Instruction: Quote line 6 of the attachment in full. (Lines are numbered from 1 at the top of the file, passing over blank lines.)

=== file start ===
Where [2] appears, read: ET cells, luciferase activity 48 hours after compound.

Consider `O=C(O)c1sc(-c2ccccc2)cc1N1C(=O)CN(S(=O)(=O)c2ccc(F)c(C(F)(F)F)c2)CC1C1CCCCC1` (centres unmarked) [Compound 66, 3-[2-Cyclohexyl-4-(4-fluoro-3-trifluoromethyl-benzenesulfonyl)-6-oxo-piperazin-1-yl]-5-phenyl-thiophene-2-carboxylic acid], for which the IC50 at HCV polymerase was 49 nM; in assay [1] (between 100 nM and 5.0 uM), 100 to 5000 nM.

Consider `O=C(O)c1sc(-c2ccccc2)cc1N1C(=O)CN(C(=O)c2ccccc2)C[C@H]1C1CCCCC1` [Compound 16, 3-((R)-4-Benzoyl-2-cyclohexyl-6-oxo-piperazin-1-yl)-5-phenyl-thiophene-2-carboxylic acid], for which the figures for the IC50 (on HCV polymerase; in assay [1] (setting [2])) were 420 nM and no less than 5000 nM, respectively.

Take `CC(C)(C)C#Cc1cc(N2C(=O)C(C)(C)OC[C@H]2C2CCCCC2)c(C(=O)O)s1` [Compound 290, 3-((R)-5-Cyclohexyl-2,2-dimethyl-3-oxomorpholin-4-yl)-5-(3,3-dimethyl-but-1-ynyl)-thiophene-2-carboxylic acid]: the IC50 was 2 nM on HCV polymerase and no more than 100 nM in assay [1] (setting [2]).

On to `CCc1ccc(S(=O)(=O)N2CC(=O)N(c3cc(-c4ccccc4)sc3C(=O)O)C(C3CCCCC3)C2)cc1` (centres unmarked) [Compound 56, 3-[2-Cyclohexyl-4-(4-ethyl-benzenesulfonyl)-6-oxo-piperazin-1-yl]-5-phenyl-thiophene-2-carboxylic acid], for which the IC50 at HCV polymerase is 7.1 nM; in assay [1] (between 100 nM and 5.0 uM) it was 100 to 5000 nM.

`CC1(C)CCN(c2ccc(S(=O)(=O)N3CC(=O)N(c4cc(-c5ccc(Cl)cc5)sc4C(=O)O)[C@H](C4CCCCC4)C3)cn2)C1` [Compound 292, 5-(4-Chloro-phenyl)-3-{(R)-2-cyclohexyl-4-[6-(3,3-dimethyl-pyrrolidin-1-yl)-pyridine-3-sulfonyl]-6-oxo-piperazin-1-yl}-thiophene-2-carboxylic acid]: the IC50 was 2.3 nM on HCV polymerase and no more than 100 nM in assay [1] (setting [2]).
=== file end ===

`CC1(C)CCN(c2ccc(S(=O)(=O)N3CC(=O)N(c4cc(-c5ccc(Cl)cc5)sc4C(=O)O)[C@H](C4CCCCC4)C3)cn2)C1` [Compound 292, 5-(4-Chloro-phenyl)-3-{(R)-2-cyclohexyl-4-[6-(3,3-dimethyl-pyrrolidin-1-yl)-pyridine-3-sulfonyl]-6-oxo-piperazin-1-yl}-thiophene-2-carboxylic acid]: the IC50 was 2.3 nM on HCV polymerase and no more than 100 nM in assay [1] (setting [2]).